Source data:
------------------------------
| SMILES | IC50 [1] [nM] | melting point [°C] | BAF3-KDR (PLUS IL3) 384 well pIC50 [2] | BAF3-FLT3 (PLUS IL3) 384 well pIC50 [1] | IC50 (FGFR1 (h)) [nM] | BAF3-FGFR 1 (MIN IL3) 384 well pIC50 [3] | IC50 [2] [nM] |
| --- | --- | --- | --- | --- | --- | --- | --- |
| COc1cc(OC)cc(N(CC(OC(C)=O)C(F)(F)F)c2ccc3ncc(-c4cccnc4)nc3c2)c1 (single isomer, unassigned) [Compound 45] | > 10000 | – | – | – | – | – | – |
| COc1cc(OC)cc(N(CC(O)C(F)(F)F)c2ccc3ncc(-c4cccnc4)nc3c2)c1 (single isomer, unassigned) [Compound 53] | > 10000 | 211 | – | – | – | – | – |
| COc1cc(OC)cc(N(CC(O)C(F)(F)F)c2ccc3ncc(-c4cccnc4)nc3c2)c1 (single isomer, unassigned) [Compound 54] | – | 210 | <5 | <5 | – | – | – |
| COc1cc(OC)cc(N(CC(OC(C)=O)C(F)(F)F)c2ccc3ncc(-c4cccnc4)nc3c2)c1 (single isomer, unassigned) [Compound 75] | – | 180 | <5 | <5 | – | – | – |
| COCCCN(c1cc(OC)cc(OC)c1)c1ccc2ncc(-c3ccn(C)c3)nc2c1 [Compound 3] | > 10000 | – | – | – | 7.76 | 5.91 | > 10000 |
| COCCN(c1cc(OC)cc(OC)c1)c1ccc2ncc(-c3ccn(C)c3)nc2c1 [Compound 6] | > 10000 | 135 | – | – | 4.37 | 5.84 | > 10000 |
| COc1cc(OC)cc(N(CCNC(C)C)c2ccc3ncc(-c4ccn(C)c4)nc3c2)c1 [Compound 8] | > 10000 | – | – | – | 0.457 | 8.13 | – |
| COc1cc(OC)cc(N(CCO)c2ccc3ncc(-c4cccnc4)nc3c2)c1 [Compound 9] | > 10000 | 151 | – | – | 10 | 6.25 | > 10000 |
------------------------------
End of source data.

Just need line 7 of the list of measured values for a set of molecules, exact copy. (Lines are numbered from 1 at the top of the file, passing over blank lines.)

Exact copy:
| COCCCN(c1cc(OC)cc(OC)c1)c1ccc2ncc(-c3ccn(C)c3)nc2c1 [Compound 3] | > 10000 | – | – | – | 7.76 | 5.91 | > 10000 |